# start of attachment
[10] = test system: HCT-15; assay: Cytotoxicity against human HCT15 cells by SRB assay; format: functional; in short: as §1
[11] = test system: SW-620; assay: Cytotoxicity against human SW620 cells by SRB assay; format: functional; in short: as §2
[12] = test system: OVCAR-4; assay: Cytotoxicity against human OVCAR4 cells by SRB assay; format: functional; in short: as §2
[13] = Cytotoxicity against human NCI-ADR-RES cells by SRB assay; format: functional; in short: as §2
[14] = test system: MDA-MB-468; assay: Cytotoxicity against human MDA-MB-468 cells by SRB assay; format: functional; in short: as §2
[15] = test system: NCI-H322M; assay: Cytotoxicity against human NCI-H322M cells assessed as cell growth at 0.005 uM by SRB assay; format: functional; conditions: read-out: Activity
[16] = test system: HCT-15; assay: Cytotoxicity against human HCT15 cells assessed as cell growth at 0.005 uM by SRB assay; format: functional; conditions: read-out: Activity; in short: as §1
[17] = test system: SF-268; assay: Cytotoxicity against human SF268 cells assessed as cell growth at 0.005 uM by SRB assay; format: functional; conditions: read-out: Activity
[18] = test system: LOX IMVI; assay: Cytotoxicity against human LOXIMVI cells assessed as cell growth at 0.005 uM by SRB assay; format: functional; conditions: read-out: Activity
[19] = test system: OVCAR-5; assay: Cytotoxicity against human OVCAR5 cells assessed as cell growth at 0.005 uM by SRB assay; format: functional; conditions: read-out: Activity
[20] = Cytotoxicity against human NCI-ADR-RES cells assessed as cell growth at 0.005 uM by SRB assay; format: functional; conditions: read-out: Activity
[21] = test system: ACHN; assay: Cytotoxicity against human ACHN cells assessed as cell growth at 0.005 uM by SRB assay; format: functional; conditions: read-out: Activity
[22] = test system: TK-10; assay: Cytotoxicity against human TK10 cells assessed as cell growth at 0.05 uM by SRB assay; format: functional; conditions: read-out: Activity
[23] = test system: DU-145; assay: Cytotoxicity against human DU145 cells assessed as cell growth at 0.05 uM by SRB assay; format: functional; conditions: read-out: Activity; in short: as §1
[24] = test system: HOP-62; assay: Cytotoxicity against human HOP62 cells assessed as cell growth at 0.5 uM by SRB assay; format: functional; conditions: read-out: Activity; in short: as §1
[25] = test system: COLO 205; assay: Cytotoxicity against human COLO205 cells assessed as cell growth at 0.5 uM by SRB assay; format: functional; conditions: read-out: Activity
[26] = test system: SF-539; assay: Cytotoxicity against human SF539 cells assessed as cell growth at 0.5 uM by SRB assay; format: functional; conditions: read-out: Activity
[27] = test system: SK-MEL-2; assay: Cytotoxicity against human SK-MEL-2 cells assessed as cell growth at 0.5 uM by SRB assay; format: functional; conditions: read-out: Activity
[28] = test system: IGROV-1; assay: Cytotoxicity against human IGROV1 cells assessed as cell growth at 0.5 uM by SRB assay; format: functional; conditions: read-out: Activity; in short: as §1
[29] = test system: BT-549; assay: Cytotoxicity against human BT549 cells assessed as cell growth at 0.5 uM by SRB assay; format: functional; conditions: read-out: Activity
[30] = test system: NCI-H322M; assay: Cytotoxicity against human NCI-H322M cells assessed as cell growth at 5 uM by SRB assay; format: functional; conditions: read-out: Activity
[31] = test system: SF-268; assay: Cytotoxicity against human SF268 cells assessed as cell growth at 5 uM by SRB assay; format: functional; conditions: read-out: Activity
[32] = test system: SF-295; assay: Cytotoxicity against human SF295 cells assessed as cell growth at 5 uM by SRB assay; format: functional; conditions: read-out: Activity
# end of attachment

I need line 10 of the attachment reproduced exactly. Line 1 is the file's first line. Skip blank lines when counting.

[19] = test system: OVCAR-5; assay: Cytotoxicity against human OVCAR5 cells assessed as cell growth at 0.005 uM by SRB assay; format: functional; conditions: read-out: Activity